Ambassador Extraordinary and Plenipotentiary

The Greek-Persian diplomacy came to a final standstill. In fact, the Persian side didn’t even intend to maintain a friendly relationship. Persia related to Greece from the position of power. And when weapons are clashing, diplomats keep silent.

In August 480 BCE, the Persian expedition armies move from the shores of Cilicia toward Greece. Six hundred battleships enter the waters of the Aegean Sea in a fan-shaped formation, along the Samos-Euboea islands, bringing with them twenty-five thousand heavy-armed ground troops, naval infantry, cavalry, auxiliary detachments, and huge supplies of provisions. The commander of the armies was the treacherous and hypocritical Median admiral Datis and the satrap of Sardes, the king’s cousin Artaphernes. The latter was especially famous for his cruelty, cunning, and bribery. The notorious Hippias, who had been tyrant of Athens fifty years ago and had been excommunicated from Athens, had taken refuge in Persia and was serving the Persian king. He was also accompanying and counseling the armies.

Besides being a traitor, Hippias apparently was both licentious and incestuous. How else can we explain his dream right before the campaign in which he slept with his mother? He interprets the dream in the following way: he will return to Athens and, after regaining his power, he will die in his city at an old age. It should be mentioned that he was eighty years old when he was seeing such perverse dreams and lusting after power.

The Persians begin to "comb” the Aegean islands. They conquer Naxos, which had resisted them heroically for nine years. They burn the city, the sanctuaries and temples, and enslave all those who couldn’t escape into the mountains. They enlist all the men from the other islands in the Persian army and take their children as prisoners so that they won’t escape. Karitos Island doesn’t submit to the Persians, for which all the islanders are massacred and everything is razed to the ground. Eretria resists the Persian incursion. The Eretrians fight for six days and they would have continued the resistance if two traitors, who ironically were respectable citizens, did not show the Persians the vulnerable spot at the gates. The city falls and the Eretrians are massacred. In all of Greek history, betrayal has always appeared hand in hand with patriotism.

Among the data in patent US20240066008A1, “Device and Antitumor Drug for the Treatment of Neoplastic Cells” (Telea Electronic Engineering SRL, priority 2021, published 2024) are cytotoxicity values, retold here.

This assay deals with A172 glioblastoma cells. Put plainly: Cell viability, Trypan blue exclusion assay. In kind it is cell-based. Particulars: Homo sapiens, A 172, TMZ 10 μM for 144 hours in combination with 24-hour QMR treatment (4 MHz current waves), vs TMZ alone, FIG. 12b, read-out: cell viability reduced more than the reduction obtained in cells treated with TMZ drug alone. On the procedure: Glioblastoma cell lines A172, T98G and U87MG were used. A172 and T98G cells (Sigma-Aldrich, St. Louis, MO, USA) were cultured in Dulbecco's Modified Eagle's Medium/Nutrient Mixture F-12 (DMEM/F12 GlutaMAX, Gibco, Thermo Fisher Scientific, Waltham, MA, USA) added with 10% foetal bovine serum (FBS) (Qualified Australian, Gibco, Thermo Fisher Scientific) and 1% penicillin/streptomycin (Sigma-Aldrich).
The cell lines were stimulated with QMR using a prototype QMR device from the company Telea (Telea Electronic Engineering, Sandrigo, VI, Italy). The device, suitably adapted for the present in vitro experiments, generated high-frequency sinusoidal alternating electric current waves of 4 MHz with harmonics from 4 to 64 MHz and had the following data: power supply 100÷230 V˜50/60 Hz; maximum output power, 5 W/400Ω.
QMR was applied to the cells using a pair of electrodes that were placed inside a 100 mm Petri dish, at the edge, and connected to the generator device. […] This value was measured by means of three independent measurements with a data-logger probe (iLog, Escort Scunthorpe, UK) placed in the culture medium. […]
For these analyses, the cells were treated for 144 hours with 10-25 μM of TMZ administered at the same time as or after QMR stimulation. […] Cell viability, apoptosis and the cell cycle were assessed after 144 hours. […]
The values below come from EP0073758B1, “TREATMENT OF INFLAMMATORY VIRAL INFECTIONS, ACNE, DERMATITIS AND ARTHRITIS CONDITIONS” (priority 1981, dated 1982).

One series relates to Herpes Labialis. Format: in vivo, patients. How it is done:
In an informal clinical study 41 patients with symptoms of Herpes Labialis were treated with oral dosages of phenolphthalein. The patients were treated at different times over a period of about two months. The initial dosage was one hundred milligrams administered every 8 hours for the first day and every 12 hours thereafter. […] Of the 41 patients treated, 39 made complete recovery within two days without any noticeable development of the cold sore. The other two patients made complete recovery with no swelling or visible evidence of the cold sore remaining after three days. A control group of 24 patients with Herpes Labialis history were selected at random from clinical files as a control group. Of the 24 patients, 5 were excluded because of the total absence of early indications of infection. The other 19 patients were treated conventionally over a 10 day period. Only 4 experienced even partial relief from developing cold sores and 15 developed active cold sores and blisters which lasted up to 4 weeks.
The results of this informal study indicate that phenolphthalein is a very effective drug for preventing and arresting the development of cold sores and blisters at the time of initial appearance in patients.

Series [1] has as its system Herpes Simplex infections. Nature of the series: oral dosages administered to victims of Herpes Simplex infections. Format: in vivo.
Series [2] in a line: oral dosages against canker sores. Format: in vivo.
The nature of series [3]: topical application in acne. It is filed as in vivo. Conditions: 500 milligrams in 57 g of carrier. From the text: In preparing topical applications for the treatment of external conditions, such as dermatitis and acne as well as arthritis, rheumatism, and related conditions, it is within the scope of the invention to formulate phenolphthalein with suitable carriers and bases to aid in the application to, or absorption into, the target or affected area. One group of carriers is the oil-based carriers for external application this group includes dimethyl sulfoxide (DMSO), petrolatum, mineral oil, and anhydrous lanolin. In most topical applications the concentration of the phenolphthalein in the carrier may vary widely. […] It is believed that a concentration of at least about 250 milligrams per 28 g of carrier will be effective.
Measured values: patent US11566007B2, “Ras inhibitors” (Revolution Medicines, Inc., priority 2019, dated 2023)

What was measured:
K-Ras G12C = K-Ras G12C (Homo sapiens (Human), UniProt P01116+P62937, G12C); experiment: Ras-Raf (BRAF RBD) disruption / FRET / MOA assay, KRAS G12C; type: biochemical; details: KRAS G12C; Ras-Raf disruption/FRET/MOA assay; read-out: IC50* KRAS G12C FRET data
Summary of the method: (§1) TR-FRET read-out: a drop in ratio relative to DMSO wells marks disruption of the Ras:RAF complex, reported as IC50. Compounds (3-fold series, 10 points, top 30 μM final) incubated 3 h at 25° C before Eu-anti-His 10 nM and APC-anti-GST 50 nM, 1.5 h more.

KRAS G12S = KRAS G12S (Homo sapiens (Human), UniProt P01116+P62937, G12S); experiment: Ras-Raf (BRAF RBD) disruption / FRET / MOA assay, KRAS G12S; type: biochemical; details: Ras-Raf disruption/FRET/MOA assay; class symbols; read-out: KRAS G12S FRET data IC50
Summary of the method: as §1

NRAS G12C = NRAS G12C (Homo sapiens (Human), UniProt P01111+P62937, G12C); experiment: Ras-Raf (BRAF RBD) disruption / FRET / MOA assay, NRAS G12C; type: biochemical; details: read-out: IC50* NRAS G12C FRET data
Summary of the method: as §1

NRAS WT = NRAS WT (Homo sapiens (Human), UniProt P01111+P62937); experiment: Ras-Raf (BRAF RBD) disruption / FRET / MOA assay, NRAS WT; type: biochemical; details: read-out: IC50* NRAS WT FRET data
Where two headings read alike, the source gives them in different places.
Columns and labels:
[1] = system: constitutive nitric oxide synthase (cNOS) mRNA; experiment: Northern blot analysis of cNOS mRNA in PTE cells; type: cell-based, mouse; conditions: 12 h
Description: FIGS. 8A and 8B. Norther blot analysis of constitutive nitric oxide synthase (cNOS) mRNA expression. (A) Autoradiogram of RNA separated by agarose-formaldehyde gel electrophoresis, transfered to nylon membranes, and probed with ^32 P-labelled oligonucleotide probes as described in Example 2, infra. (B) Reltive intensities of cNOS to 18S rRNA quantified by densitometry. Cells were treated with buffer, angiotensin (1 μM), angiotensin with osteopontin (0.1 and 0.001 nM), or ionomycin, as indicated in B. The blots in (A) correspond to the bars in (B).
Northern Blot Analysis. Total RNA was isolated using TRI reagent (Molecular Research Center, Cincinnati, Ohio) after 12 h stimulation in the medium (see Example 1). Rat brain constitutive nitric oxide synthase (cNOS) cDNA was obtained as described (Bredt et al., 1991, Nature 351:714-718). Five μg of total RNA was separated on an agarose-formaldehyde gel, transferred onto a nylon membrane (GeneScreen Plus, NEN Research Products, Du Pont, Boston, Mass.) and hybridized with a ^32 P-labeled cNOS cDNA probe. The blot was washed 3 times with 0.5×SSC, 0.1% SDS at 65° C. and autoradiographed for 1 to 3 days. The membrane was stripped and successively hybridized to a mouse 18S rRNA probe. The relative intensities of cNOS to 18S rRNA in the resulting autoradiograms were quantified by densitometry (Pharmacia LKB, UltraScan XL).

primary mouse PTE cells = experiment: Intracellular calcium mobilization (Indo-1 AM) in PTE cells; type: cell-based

After massacring most of the inhabitants of the islands, the Persian armies land at the bay of Marathon, north-east of Athens. The road to Athens was open, all they had to do was move the armies, drunk with success, to the south and pass the ships round Cape Sounion. Then the desirable and pompous Athens, trapped in the pincers of the Persian army, would beg for mercy on its knees. A deadly danger hangs over the beautiful polis. The Council sends an alert, calling everyone to arms: "The homeland is in danger! Prepare your arms!”